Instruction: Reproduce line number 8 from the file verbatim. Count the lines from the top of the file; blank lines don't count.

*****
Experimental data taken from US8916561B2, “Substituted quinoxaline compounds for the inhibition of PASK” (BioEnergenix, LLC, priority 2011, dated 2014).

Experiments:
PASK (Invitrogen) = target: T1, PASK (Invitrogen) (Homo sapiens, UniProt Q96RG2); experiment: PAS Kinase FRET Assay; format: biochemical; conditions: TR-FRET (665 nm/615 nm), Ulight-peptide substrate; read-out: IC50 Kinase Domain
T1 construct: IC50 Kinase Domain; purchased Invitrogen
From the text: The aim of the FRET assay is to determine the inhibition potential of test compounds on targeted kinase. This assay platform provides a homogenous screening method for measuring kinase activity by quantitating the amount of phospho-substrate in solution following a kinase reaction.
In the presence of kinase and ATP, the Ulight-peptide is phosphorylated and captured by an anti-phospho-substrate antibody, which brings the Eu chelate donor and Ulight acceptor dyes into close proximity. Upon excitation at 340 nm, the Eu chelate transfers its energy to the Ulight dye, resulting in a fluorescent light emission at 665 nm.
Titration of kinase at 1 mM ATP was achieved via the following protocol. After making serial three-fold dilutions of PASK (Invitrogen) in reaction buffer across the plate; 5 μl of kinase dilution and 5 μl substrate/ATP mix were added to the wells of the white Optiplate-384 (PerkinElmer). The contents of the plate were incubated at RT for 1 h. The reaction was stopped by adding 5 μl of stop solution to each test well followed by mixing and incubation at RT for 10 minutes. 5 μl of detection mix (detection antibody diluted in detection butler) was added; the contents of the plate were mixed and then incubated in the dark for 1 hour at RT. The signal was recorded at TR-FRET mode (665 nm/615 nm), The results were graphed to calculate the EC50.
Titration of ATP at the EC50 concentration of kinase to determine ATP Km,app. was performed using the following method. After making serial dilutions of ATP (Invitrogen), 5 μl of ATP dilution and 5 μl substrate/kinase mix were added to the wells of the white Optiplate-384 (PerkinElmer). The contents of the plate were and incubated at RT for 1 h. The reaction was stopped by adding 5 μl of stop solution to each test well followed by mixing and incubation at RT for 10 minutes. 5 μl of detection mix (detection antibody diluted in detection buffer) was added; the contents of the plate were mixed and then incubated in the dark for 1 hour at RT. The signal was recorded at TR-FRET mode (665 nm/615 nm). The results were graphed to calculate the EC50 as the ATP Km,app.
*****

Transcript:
Titration of ATP at the EC50 concentration of kinase to determine ATP Km,app. was performed using the following method. After making serial dilutions of ATP (Invitrogen), 5 μl of ATP dilution and 5 μl substrate/kinase mix were added to the wells of the white Optiplate-384 (PerkinElmer). The contents of the plate were and incubated at RT for 1 h. The reaction was stopped by adding 5 μl of stop solution to each test well followed by mixing and incubation at RT for 10 minutes. 5 μl of detection mix (detection antibody diluted in detection buffer) was added; the contents of the plate were mixed and then incubated in the dark for 1 hour at RT. The signal was recorded at TR-FRET mode (665 nm/615 nm). The results were graphed to calculate the EC50 as the ATP Km,app.